Mark Amery’s Wednesday art review has just been cancelled by the Dominion Post. This leaves the major metropolitan newspaper in New Zealand’s ‘creative capital’ with no visual arts reviewer! I believe this will make the Dom Post unique in this regard, with all of the other metro papers running a healthy level of art criticism. How embarrassing for them.
While The Dominion Post continues to cover the visual arts with informative promotional pieces—and I’m not knocking this practise, especially as Photospace Gallery and some of its exhibiting artists have benefited significantly from the publicity—the loss of Amery’s column will leave a serious gap. As I mentioned in an introductory posting on this blog, the thing that is weakest in the triangle of artist-gallery-critic is the criticism. Artists need critics in order to give them objective, external feedback on their work, and the viewing public need critics to help them develop their personal opinions, tastes and insights into current exhibitions. With the recent demise of the NZ Journal of Photography, there is now a severe shortage of publishing outlets for criticism of photographic art, particularly in Wellington.
To clarify, galleries and artists send press releases to newspaper arts editors, who then sometimes decide to give editorial coverage. This usually involves a reporter interviewing the artist (and sometimes the gallery director or curator) and a photographer. It’s all great for publicising the show but it’s different to what a critic does. A critic will visit the exhibition, usually unannounced, look at the work, make some notes, do some research and come up with a piece of writing that is a mix of description, evaluation and personal opinion. This is done without input from the gallery or the artist. In my experience with Photospace gallery, there has been a high level of publicity-type journalism published, some it by the Dom Post, and it has all been much appreciated. Most of the exhibitions have enjoyed some degree of editorial coverage. Reviews, on the other hand, have been few and far between. A couple per year seems to be about it, unfortunately, and I don’t think many other private galleries have fared better.
Being an art critic in a country the size of NZ is, of course, fraught with hazards, the main one being that everyone knows everyone else. In the days of punk and new wave, (I hated that term) it was not unknown for a journalist to get the snot kicked out of him by fans of the band, or the band itself, for writing a bad review of a gig or record. I haven’t heard of anything like this lately, but having an opinion and publishing it can still make one unpopular. Mark Amery always wrote fairly, with balance and insight, and I don’t believe he could have seriously offended anyone. But he wasn’t afraid to give an opinion, to say what he thought. Reading Amery’s column, you always knew you’d read a review. Some other reviewers (I could name names…) seem to be able to waffle for 500 or 1000 words without actually saying anything. You end up confused as to what they actually think because they’re too wimpy to offer much more than mere description. Amery also avoided the tedium of academic-style writing, choosing not to use his column to showcase his vocabulary or a collection of post-modern catch phrases.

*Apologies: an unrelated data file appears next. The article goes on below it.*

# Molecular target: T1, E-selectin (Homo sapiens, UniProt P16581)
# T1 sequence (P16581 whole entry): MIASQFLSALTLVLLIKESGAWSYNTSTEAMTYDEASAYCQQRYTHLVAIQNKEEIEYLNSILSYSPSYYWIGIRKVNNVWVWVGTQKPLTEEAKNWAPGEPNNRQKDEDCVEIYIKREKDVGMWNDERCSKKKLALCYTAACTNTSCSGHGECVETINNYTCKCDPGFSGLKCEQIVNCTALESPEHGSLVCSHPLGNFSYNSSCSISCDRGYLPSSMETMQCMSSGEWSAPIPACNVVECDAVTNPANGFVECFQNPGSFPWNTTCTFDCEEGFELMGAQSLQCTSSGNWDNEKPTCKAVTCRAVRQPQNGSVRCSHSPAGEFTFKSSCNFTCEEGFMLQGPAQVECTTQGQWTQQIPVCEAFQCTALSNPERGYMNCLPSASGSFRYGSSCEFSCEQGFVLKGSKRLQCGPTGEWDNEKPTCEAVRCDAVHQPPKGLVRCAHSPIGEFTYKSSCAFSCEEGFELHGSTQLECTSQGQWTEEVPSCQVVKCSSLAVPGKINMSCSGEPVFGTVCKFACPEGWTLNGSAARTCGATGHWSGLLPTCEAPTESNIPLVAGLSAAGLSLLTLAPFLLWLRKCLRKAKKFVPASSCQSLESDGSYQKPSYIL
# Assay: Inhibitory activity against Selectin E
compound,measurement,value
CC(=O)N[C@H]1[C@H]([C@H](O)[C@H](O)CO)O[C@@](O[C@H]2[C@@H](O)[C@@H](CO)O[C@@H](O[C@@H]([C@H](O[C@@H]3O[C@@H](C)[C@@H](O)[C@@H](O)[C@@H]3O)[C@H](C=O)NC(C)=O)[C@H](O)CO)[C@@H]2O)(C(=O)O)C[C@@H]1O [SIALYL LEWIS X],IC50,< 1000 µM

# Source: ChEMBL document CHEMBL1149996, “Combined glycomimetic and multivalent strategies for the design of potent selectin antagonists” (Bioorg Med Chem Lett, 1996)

Mark Amery made a successful and vital contribution to the DomPost over five years, and the quality and insightfulness of his writing was at a level above most of his fellow columnists. He gave photography a fair suck of the sav too, being a photographer himself. I recall an interesting exhibition of his colour street photography at Bowen Galleries a few years ago. Perhaps The Listener or some other high quality arts-focussed publication will pick up his writing talent and run with it.
Last week Mark circulated an email to announce the cancellation of his column. The email contained quotes from the letter he received from his editor giving reasons for the decision. While that information is out there, I won’t repeat any of it because the email’s contents should really have been kept private. Still, I’m glad he sent it.
One thing he asked, and that I will repeat, is that you write to the editor of the Dominion Post and give your opinion about the axing of his column. This would be more useful than commenting here, but please feel free to do that also.
[Don't do this now! This is an old post. Mark Amery is still writing his visual arts column, albeit fortnightly rather than weekly.]
by james | 27 October, 2008